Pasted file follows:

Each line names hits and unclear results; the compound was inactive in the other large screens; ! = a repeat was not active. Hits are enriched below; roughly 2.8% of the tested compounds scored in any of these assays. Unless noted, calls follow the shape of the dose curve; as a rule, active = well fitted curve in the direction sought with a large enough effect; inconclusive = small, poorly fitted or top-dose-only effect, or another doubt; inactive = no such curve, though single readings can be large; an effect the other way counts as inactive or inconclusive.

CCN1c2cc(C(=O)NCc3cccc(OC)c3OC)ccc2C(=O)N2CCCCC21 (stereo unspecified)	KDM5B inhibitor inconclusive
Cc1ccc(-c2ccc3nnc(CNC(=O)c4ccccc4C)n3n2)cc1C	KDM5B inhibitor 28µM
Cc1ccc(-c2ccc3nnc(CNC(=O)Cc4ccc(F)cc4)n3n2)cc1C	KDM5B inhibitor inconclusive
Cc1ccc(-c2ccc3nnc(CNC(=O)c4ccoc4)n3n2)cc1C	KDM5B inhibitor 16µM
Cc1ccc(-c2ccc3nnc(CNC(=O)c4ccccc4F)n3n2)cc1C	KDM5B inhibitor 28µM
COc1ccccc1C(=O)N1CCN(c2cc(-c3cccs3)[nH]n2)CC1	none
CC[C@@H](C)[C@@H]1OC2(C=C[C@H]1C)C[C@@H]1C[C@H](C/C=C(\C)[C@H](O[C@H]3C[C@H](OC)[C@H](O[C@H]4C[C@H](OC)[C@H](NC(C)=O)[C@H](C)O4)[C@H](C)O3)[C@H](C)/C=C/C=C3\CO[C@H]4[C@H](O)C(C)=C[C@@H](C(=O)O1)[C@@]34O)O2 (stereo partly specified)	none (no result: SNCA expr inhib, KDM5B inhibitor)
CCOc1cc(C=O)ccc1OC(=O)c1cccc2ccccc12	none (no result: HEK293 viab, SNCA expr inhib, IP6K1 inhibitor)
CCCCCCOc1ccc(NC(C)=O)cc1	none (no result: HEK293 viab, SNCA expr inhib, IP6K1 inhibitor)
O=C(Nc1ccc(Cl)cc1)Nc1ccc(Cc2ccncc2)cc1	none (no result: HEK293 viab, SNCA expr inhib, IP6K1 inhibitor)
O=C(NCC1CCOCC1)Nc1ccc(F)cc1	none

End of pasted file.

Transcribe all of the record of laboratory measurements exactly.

Each line names hits and unclear results; the compound was inactive in the other large screens; ! = a repeat was not active. Hits are enriched below; roughly 2.8% of the tested compounds scored in any of these assays. Unless noted, calls follow the shape of the dose curve; as a rule, active = well fitted curve in the direction sought with a large enough effect; inconclusive = small, poorly fitted or top-dose-only effect, or another doubt; inactive = no such curve, though single readings can be large; an effect the other way counts as inactive or inconclusive.

CCN1c2cc(C(=O)NCc3cccc(OC)c3OC)ccc2C(=O)N2CCCCC21 (stereo unspecified)	KDM5B inhibitor inconclusive
Cc1ccc(-c2ccc3nnc(CNC(=O)c4ccccc4C)n3n2)cc1C	KDM5B inhibitor 28µM
Cc1ccc(-c2ccc3nnc(CNC(=O)Cc4ccc(F)cc4)n3n2)cc1C	KDM5B inhibitor inconclusive
Cc1ccc(-c2ccc3nnc(CNC(=O)c4ccoc4)n3n2)cc1C	KDM5B inhibitor 16µM
Cc1ccc(-c2ccc3nnc(CNC(=O)c4ccccc4F)n3n2)cc1C	KDM5B inhibitor 28µM
COc1ccccc1C(=O)N1CCN(c2cc(-c3cccs3)[nH]n2)CC1	none
CC[C@@H](C)[C@@H]1OC2(C=C[C@H]1C)C[C@@H]1C[C@H](C/C=C(\C)[C@H](O[C@H]3C[C@H](OC)[C@H](O[C@H]4C[C@H](OC)[C@H](NC(C)=O)[C@H](C)O4)[C@H](C)O3)[C@H](C)/C=C/C=C3\CO[C@H]4[C@H](O)C(C)=C[C@@H](C(=O)O1)[C@@]34O)O2 (stereo partly specified)	none (no result: SNCA expr inhib, KDM5B inhibitor)
CCOc1cc(C=O)ccc1OC(=O)c1cccc2ccccc12	none (no result: HEK293 viab, SNCA expr inhib, IP6K1 inhibitor)
CCCCCCOc1ccc(NC(C)=O)cc1	none (no result: HEK293 viab, SNCA expr inhib, IP6K1 inhibitor)
O=C(Nc1ccc(Cl)cc1)Nc1ccc(Cc2ccncc2)cc1	none (no result: HEK293 viab, SNCA expr inhib, IP6K1 inhibitor)
O=C(NCC1CCOCC1)Nc1ccc(F)cc1	none